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Name and Age
at Record Date
Position, Principal Occupation, Business Experience and Directorships
Franz B. Humer
Chairman, Retired
68

Roche Holding Ltd

Chairman, Retired, Roche Holding Ltd – 2008 to March 2014
Chairman & Chief Executive Officer, Roche Group – 2001 to 2008
Chief Executive Officer, Roche Group – 1998 to 2001
Chief Operating Officer, F. Hoffmann-La Roche Ltd – 1996 to 1998
Head of Pharmaceuticals, F. Hoffmann-La Roche Ltd – 1995 to 1996
Director of Citigroup since 2012
Other Directorship: Diageo plc (Chairman)
Previous Directorships within the last five years: Allianz SE and Roche Holdings Inc.
Other Activities: Friends of Phelophepa Foundation (Chairman), International Centre for Missing and Exploited Children (Chairman), and Jacobs Holding AG (Member of the Board)
 

Skills and Qualifications
Mr. Humer is an experienced executive and has been nominated to serve on the Board because of his extensive experience in the areas of International and Consumer Business, Financial Reporting, Risk Management, Compensation, Regulatory Compliance, and Corporate Governance. Mr. Humer gained extensive experience in international and consumer business, risk management, compensation, regulatory compliance, financial reporting, and corporate governance in his roles as CEO and Chair of Roche Holding and other executive positions at Roche, his roles as an executive at GlaxoSmithKline Plc and Schering Plough, as well as in his service as Chair of Diageo plc. With his many years of experience leading large complex organizations in the U.S. and in Europe in an extensively regulated industry, Mr. Humer is able to offer insights in the implementation of business strategies in major global markets, advise on regulatory compliance, and provide strategic guidance on the development and expansion of important franchises and brands. As a former member of the International Advisory Board of Allianz, and as a member of several philanthropic organizations, he is able to provide important perspectives on international and consumer business and corporate affairs.


Name and Age
at Record Date
Position, Principal Occupation, Business Experience and Directorships
Michael E. O’Neill
Chairman
68

Citigroup Inc.

Chairman, Citigroup Inc. – 2012 to Present
Chairman, Chief Executive Officer and Director, Bank of Hawaii Corporation – 2000 to 2004
Elected Chief Executive Officer, Barclay’s PLC – 1999
Vice Chairman and Chief Financial Officer, Bank of America – 1995 to 1998
Chief Financial Officer, Continental Bank – 1993 to 1995
Director of Citigroup since 2009
Other Directorships: FTV Capital (Advisory Board)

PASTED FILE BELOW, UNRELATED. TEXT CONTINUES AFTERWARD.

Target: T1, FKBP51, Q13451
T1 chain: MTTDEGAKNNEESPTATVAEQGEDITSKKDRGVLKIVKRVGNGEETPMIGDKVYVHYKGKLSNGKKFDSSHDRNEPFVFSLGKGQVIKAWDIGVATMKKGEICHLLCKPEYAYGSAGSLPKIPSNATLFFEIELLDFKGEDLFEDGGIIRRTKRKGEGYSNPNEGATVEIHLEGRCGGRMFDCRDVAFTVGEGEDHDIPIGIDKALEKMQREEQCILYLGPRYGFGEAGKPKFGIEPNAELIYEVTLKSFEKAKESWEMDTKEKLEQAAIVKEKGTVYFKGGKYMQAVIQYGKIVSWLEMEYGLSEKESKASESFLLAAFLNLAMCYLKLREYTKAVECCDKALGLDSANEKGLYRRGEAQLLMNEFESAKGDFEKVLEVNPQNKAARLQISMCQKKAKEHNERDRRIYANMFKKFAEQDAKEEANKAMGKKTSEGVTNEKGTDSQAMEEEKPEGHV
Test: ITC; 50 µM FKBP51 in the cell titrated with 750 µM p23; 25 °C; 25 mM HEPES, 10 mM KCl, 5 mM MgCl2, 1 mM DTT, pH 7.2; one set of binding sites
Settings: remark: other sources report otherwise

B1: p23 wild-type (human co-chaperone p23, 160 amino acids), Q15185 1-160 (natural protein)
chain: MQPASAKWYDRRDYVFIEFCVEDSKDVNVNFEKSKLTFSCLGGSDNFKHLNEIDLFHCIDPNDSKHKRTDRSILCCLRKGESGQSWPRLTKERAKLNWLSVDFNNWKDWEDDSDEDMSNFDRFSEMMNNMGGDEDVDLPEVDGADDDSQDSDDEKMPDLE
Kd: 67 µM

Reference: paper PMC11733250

Previous Directorships within the last five years: N/A
Other Activities: The Honolulu Museum of Arts (Trustee) and University of Virginia, Darden Graduate School of Business Foundation (Trustee)
 

Skills and Qualifications
Mr. O’Neill is an experienced financial services executive and has been nominated to serve on the Board because of his extensive experience in the areas of Financial Services, International Business, Corporate and Consumer Business, Regulatory Compliance, Risk Management, and Financial Reporting. As the former Chairman and Chief Executive Officer of the Bank of Hawaii, Vice Chairman and Chief Financial Officer at Bank of America, and Chief Financial Officer of Continental Bank, Mr. O’Neill has had extensive experience and developed his expertise in the areas of financial services, international, corporate and consumer business, regulatory compliance, risk management, and financial reporting. Furthering his regulatory compliance expertise, while at the Bank of Hawaii, Mr. O’Neill served as the 12th District representative of the Federal Reserve Advisory Council. During his tenure at Continental Bank and while he was an independent financial consultant, Mr. O’Neill gained extensive international financial services experience.


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Name and Age
at Record Date
Position, Principal Occupation, Business Experience and Directorships
Gary M. Reiner
Operating Partner
60

General Atlantic LLC

Operating Partner, General Atlantic LLC – 2010 to Present
Senior Vice President and Chief Information Officer, General Electric Company – 1996 to 2010
Partner, Boston Consulting Group – 1986 to 1991
Director of Citigroup since 2013
Director of Citibank, N.A. since 2013
Other Directorships: Hewlett-Packard Company
Previous Directorships within the last five years: Genpact Ltd
Other Activities: Norwalk Hospital (Member)
 

Skills and Qualifications
Mr. Reiner is an experienced executive and has been nominated to serve on the Board because of his experience in the areas of Operations and Technology, Financial Reporting, Corporate Governance, and International and Consumer Business. In his current role as Operating Partner of General Atlantic LLC, he has continued to broaden his considerable expertise in technology and management. Through his tenure as Chief Information Officer at General Electric, Mr. Reiner gained extensive experience in the management of a large, complex, multi-national operation, developing technology innovations, strategic planning and marketing to an international consumer base. He also has significant experience in IT through his many years of experience as a partner of Boston Consulting Group, where he focused on strategic issues for technology businesses. Mr. Reiner’s expertise as an innovative technology leader assists Citi in meeting the challenges of operating a financial services company in the 21st century. Through his service on the Hewlett Packard Board of Directors, Mr. Reiner has developed additional leadership and corporate governance expertise as the Chair of its Nominating, Governance and Social Responsibility Committee.